Asbestos and Esophageal Cancer
Once a popular construction material, asbestos is a mineral that’s recently been outlawed in places due to its cancer connection. When asbestos fibers are disturbed, they are flung into the air and workers nearby can inhale or swallow them. When this happens, the fibers can get lodged in nearby regions, eventually developing into cancers like esophageal cancer, mesothelioma, or other diseases depending on where the fibers get stuck.
Tumors that develop in the esophagus, form in the long tube that connects the throat to the stomach. Cancer usually starts growing in the cells lining the inside of the esophagus.
Jobs at Risk for Asbestos Exposure
Since the naturally forming mineral asbestos was resistant to fire, electricity, and chemical corrosion, it was used heavily in many building products. This means asbestos can be found in many different capacities, especially job sites. Specific jobs that involve the breaking down of natural and manmade materials and structures are more at risk, as this activity can disturb potentially present asbestos fibers.
Since researchers determined asbestos to be toxic to human health, regulations were put in place to protect workers and anyone who may be negligently exposed. The laws regulate all handling and extraction of the material and hold building owners accountable for proper asbestos removal. The appropriate authorities must also be notified (and approve) of all construction, demolition, and renovation projects that involve asbestos structures.
If you develop esophageal cancer or other cancer due to exposure to asbestos, you could be entitled to financial relief from the organizations responsible for it. An experienced lawyer will be able to review your case and advise you on the best steps to move forward, filing a claim.
Esophageal Cancer Types
Differentiation in esophageal cancer depends on the cell type and location where tumors develop. Tumors primarily grow within the inside lining of the esophagus. The lining is made of two types of cells: gland and squamous.
Adenocarcinomas of the Esophagus
When there’s adenocarcinoma, this means cancer cells are growing in the mucus-producing glands of an organ. In this case, the mucus-producing glands that line the lower part of the esophagus. Adenocarcinomas can grow in the lung and stomach areas as well.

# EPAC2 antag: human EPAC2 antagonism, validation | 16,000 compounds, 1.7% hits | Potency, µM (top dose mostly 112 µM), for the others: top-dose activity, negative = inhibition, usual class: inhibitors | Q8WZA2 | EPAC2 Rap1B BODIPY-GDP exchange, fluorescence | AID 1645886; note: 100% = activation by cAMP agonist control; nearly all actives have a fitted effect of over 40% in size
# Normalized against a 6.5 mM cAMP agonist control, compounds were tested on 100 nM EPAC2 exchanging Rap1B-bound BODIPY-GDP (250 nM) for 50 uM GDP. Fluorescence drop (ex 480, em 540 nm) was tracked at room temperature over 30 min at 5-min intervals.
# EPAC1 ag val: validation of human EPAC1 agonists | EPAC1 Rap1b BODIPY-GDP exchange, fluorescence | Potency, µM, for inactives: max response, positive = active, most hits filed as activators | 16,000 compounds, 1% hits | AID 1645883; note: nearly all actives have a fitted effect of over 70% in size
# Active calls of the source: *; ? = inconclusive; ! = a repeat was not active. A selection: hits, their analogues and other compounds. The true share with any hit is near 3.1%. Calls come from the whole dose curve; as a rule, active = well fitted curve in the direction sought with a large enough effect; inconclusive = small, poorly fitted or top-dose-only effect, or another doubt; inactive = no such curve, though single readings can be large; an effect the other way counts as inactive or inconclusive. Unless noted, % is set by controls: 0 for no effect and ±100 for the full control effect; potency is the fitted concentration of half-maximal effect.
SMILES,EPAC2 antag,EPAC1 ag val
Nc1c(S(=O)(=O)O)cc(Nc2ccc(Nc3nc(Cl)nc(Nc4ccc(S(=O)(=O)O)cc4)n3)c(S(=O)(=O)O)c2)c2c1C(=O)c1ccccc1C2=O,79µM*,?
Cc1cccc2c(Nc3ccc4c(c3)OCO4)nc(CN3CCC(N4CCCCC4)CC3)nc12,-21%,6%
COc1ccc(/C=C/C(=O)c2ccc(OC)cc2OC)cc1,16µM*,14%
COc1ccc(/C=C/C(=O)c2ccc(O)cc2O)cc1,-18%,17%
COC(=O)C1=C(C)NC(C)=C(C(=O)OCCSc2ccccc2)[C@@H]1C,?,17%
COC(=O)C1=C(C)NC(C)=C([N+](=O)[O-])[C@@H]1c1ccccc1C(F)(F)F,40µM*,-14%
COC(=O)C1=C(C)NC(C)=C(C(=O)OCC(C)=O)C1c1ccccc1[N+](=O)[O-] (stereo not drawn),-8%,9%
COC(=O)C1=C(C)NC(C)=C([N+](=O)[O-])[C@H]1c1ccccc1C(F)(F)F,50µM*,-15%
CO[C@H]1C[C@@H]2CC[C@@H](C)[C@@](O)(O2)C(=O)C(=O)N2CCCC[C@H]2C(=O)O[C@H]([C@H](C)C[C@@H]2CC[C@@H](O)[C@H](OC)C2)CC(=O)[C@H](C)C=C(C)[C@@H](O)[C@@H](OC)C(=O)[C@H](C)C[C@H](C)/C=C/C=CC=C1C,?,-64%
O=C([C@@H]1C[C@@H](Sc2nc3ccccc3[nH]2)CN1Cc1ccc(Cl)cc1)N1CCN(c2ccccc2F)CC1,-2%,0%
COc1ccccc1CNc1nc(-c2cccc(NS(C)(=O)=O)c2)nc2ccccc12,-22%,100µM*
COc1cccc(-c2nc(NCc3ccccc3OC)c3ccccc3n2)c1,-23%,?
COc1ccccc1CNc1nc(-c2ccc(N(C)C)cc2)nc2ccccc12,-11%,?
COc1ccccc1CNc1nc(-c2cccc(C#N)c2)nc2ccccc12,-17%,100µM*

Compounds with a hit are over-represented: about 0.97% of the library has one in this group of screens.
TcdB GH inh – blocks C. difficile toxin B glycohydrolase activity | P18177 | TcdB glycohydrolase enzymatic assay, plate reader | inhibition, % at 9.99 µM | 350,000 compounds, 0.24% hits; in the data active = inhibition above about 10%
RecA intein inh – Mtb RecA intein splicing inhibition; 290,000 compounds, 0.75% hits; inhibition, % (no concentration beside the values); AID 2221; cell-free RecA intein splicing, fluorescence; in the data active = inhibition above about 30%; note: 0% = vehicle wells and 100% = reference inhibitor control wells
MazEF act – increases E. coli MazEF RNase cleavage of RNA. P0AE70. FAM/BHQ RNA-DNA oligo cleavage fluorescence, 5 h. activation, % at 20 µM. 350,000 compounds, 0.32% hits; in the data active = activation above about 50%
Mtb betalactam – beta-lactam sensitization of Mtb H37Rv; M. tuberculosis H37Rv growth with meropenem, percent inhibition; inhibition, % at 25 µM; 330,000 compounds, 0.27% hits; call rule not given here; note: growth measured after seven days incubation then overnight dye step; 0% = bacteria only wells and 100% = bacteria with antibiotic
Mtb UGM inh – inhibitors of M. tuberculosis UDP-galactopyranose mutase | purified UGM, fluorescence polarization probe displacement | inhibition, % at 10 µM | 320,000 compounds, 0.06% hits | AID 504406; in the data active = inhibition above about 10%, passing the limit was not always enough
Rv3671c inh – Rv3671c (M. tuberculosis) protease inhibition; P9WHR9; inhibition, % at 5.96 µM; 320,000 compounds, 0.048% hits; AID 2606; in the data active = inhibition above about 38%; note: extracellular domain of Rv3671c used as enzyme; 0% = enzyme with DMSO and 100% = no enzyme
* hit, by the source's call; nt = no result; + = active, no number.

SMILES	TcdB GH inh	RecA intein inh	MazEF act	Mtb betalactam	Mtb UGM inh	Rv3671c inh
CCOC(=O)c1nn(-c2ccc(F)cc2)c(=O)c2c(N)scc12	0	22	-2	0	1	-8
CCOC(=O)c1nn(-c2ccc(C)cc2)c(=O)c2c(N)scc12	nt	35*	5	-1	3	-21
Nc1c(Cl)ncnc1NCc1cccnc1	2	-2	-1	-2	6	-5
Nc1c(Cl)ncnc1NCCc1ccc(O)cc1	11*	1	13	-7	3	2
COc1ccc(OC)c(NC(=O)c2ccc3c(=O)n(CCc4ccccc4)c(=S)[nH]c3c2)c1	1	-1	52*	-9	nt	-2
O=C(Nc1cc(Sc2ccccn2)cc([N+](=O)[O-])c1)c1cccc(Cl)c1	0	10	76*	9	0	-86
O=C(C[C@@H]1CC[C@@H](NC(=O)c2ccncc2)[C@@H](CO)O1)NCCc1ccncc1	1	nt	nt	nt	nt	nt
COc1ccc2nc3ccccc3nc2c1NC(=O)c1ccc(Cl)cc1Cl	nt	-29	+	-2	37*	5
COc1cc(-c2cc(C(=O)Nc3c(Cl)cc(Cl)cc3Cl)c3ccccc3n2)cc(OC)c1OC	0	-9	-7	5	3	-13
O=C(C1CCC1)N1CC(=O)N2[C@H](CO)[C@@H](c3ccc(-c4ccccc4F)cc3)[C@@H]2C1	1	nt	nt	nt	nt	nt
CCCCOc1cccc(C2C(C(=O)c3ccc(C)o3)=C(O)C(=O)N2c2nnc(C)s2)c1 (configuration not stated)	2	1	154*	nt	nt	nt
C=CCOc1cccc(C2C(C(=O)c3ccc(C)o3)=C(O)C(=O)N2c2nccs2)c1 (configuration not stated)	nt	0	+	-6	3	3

Squamous Cell Carcinoma
The upper and middle areas of the esophagus can sometimes contain cancerous cells that grow and spread in the thinner, flatter, cells that form the outer layer of skin, or the squamous cells.
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Symptoms and Diagnosis
Some symptoms of esophageal cancer won’t appear until later stages of the disease. Additionally, exhibiting these symptoms does not necessarily mean that you have cancer.
Some common symptoms of this illness include:
- Continual coughing, wheezing, or hoarseness
- Chronic chest ache, pressure, or burning sensations
- Dysphagia (trouble swallowing)
- Excessive heartburn and indigestion
- Random excessive weight loss
If symptoms keep returning, visit a doctor right away. These ailments can also be signs of a less severe condition. Your doctor will give you multiple tests to rule out all possibilities.
Stages of the Disease
Esophageal cancer is staged by the TNM system. The ‘T’ in TNM references the size of the tumor, how far it has developed into the esophagus wall, and whether tumors have spread to other nearby areas of the body. The ‘N’ signifies how far the disease has gotten to lymph (nodes) and how many are affected. The ‘M’ refers to the spread (metastasis) to further regions in the body.
The level of disease advancement is indicated by numbers 1 through 4. Higher numbers (M1, M2, M3, M4) mean the disease is more advanced stage and has spread to further tissues and organs. An ‘X’ or ‘0’ next to the letter indicates that the tumor can’t be measured, or there is no significant evidence in that area.
Your doctor will be able to explain your exact stage of the disease when they examine you, as there are several variations.
Treatments and Therapies
If the disease is caught at earlier stages, the patient will have more curative treatment options. Later stages of esophageal cancer where tumors have spread to too many organs in the body may only focus on palliative treatment or the management of symptoms and pain.
Treatment plans can consist of one or more of the following:
After several tests, a diagnosis, and staging, your doctor will put together a specialized treatment and therapy plan for you. The National Cancer Institute lists multiple clinical trials available for some patients (with healthcare provider recommendation). Clinical trials involve the combination of emerging treatments and medications that can be tested under the supervision of medical teams.